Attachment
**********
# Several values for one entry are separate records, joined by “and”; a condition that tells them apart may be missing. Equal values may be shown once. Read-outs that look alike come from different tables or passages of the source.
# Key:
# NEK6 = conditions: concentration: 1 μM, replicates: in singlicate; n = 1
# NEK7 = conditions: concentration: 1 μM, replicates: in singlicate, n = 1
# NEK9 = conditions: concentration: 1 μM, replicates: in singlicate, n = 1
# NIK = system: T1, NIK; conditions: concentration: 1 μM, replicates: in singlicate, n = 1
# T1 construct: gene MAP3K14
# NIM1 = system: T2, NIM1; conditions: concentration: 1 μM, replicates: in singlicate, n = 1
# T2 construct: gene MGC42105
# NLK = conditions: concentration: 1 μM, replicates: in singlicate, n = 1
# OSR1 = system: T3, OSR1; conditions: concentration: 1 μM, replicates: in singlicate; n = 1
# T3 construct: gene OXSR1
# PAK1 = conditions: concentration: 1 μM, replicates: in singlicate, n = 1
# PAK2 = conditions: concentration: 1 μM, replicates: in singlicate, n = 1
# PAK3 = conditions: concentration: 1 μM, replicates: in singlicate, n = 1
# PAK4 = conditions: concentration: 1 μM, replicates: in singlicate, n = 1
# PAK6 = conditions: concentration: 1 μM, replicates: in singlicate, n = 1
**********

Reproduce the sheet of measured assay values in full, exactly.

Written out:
# Several values for one entry are separate records, joined by “and”; a condition that tells them apart may be missing. Equal values may be shown once. Read-outs that look alike come from different tables or passages of the source.
# Key:
# NEK6 = conditions: concentration: 1 μM, replicates: in singlicate; n = 1
# NEK7 = conditions: concentration: 1 μM, replicates: in singlicate, n = 1
# NEK9 = conditions: concentration: 1 μM, replicates: in singlicate, n = 1
# NIK = system: T1, NIK; conditions: concentration: 1 μM, replicates: in singlicate, n = 1
# T1 construct: gene MAP3K14
# NIM1 = system: T2, NIM1; conditions: concentration: 1 μM, replicates: in singlicate, n = 1
# T2 construct: gene MGC42105
# NLK = conditions: concentration: 1 μM, replicates: in singlicate, n = 1
# OSR1 = system: T3, OSR1; conditions: concentration: 1 μM, replicates: in singlicate; n = 1
# T3 construct: gene OXSR1
# PAK1 = conditions: concentration: 1 μM, replicates: in singlicate, n = 1
# PAK2 = conditions: concentration: 1 μM, replicates: in singlicate, n = 1
# PAK3 = conditions: concentration: 1 μM, replicates: in singlicate, n = 1
# PAK4 = conditions: concentration: 1 μM, replicates: in singlicate, n = 1
# PAK6 = conditions: concentration: 1 μM, replicates: in singlicate, n = 1